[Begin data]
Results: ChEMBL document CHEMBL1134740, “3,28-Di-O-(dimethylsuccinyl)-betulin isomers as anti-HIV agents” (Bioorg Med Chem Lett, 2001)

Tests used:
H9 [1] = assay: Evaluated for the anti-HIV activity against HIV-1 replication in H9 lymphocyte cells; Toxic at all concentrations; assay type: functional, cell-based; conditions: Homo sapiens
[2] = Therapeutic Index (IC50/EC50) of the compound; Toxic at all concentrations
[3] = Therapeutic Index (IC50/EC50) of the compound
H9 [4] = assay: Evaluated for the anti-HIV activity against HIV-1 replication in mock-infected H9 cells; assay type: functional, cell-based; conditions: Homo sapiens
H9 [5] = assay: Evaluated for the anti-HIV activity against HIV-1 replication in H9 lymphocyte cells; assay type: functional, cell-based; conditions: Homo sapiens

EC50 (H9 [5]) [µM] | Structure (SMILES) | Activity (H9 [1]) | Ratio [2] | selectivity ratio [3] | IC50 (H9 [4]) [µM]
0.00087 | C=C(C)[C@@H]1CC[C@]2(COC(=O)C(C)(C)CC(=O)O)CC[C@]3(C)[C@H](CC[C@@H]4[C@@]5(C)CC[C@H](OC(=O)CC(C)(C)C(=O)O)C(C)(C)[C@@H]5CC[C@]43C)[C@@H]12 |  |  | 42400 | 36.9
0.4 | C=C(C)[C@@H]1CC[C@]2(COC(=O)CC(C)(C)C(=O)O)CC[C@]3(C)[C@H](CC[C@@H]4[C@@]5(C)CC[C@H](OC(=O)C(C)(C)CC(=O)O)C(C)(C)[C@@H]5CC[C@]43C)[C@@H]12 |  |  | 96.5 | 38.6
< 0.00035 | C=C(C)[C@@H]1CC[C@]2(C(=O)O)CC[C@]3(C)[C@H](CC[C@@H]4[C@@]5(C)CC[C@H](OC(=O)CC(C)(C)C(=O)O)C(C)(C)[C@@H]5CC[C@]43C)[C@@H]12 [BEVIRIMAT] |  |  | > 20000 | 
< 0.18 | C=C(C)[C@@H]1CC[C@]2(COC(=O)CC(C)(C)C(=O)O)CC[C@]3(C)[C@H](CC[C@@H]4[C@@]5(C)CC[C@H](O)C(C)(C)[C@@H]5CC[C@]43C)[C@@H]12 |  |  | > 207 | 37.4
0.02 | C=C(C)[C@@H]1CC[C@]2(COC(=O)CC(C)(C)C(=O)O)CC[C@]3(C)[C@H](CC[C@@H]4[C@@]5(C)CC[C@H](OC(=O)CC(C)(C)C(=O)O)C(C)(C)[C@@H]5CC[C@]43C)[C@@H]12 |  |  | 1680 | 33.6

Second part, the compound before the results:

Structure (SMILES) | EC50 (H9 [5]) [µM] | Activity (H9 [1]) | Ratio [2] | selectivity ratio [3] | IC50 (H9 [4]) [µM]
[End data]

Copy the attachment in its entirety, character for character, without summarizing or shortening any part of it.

Results: ChEMBL document CHEMBL1134740, “3,28-Di-O-(dimethylsuccinyl)-betulin isomers as anti-HIV agents” (Bioorg Med Chem Lett, 2001)

Tests used:
H9 [1] = assay: Evaluated for the anti-HIV activity against HIV-1 replication in H9 lymphocyte cells; Toxic at all concentrations; assay type: functional, cell-based; conditions: Homo sapiens
[2] = Therapeutic Index (IC50/EC50) of the compound; Toxic at all concentrations
[3] = Therapeutic Index (IC50/EC50) of the compound
H9 [4] = assay: Evaluated for the anti-HIV activity against HIV-1 replication in mock-infected H9 cells; assay type: functional, cell-based; conditions: Homo sapiens
H9 [5] = assay: Evaluated for the anti-HIV activity against HIV-1 replication in H9 lymphocyte cells; assay type: functional, cell-based; conditions: Homo sapiens

EC50 (H9 [5]) [µM] | Structure (SMILES) | Activity (H9 [1]) | Ratio [2] | selectivity ratio [3] | IC50 (H9 [4]) [µM]
0.00087 | C=C(C)[C@@H]1CC[C@]2(COC(=O)C(C)(C)CC(=O)O)CC[C@]3(C)[C@H](CC[C@@H]4[C@@]5(C)CC[C@H](OC(=O)CC(C)(C)C(=O)O)C(C)(C)[C@@H]5CC[C@]43C)[C@@H]12 |  |  | 42400 | 36.9
0.4 | C=C(C)[C@@H]1CC[C@]2(COC(=O)CC(C)(C)C(=O)O)CC[C@]3(C)[C@H](CC[C@@H]4[C@@]5(C)CC[C@H](OC(=O)C(C)(C)CC(=O)O)C(C)(C)[C@@H]5CC[C@]43C)[C@@H]12 |  |  | 96.5 | 38.6
< 0.00035 | C=C(C)[C@@H]1CC[C@]2(C(=O)O)CC[C@]3(C)[C@H](CC[C@@H]4[C@@]5(C)CC[C@H](OC(=O)CC(C)(C)C(=O)O)C(C)(C)[C@@H]5CC[C@]43C)[C@@H]12 [BEVIRIMAT] |  |  | > 20000 | 
< 0.18 | C=C(C)[C@@H]1CC[C@]2(COC(=O)CC(C)(C)C(=O)O)CC[C@]3(C)[C@H](CC[C@@H]4[C@@]5(C)CC[C@H](O)C(C)(C)[C@@H]5CC[C@]43C)[C@@H]12 |  |  | > 207 | 37.4
0.02 | C=C(C)[C@@H]1CC[C@]2(COC(=O)CC(C)(C)C(=O)O)CC[C@]3(C)[C@H](CC[C@@H]4[C@@]5(C)CC[C@H](OC(=O)CC(C)(C)C(=O)O)C(C)(C)[C@@H]5CC[C@]43C)[C@@H]12 |  |  | 1680 | 33.6

Second part, the compound before the results:

Structure (SMILES) | EC50 (H9 [5]) [µM] | Activity (H9 [1]) | Ratio [2] | selectivity ratio [3] | IC50 (H9 [4]) [µM]